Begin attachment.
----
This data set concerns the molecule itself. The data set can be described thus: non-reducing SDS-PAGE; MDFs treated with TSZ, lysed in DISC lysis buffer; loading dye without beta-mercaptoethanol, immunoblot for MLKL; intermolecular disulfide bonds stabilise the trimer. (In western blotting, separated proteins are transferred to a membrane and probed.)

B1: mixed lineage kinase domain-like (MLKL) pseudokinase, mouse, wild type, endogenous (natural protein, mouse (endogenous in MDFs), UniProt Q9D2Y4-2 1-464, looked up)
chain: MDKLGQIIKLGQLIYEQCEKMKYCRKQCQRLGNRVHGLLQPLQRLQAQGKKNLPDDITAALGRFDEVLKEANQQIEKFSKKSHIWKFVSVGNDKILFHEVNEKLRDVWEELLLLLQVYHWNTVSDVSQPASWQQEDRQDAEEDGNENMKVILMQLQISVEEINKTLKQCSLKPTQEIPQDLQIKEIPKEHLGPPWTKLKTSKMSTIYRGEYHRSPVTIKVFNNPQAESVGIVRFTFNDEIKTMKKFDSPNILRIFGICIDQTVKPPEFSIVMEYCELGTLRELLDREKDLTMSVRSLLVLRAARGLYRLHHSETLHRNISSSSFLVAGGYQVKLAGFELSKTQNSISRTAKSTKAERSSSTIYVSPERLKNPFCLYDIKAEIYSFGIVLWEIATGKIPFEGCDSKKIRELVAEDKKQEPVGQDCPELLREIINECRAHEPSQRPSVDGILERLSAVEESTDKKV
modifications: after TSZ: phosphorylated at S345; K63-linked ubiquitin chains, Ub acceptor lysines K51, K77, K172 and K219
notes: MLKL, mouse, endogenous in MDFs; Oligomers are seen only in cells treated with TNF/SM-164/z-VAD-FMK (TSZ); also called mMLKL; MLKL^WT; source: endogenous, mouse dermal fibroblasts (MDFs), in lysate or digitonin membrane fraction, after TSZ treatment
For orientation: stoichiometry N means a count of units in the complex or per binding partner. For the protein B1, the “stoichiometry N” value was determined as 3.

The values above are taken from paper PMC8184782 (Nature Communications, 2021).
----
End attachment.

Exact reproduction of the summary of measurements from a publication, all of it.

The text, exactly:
This data set concerns the molecule itself. The data set can be described thus: non-reducing SDS-PAGE; MDFs treated with TSZ, lysed in DISC lysis buffer; loading dye without beta-mercaptoethanol, immunoblot for MLKL; intermolecular disulfide bonds stabilise the trimer. (In western blotting, separated proteins are transferred to a membrane and probed.)

B1: mixed lineage kinase domain-like (MLKL) pseudokinase, mouse, wild type, endogenous (natural protein, mouse (endogenous in MDFs), UniProt Q9D2Y4-2 1-464, looked up)
chain: MDKLGQIIKLGQLIYEQCEKMKYCRKQCQRLGNRVHGLLQPLQRLQAQGKKNLPDDITAALGRFDEVLKEANQQIEKFSKKSHIWKFVSVGNDKILFHEVNEKLRDVWEELLLLLQVYHWNTVSDVSQPASWQQEDRQDAEEDGNENMKVILMQLQISVEEINKTLKQCSLKPTQEIPQDLQIKEIPKEHLGPPWTKLKTSKMSTIYRGEYHRSPVTIKVFNNPQAESVGIVRFTFNDEIKTMKKFDSPNILRIFGICIDQTVKPPEFSIVMEYCELGTLRELLDREKDLTMSVRSLLVLRAARGLYRLHHSETLHRNISSSSFLVAGGYQVKLAGFELSKTQNSISRTAKSTKAERSSSTIYVSPERLKNPFCLYDIKAEIYSFGIVLWEIATGKIPFEGCDSKKIRELVAEDKKQEPVGQDCPELLREIINECRAHEPSQRPSVDGILERLSAVEESTDKKV
modifications: after TSZ: phosphorylated at S345; K63-linked ubiquitin chains, Ub acceptor lysines K51, K77, K172 and K219
notes: MLKL, mouse, endogenous in MDFs; Oligomers are seen only in cells treated with TNF/SM-164/z-VAD-FMK (TSZ); also called mMLKL; MLKL^WT; source: endogenous, mouse dermal fibroblasts (MDFs), in lysate or digitonin membrane fraction, after TSZ treatment
For orientation: stoichiometry N means a count of units in the complex or per binding partner. For the protein B1, the “stoichiometry N” value was determined as 3.

The values above are taken from paper PMC8184782 (Nature Communications, 2021).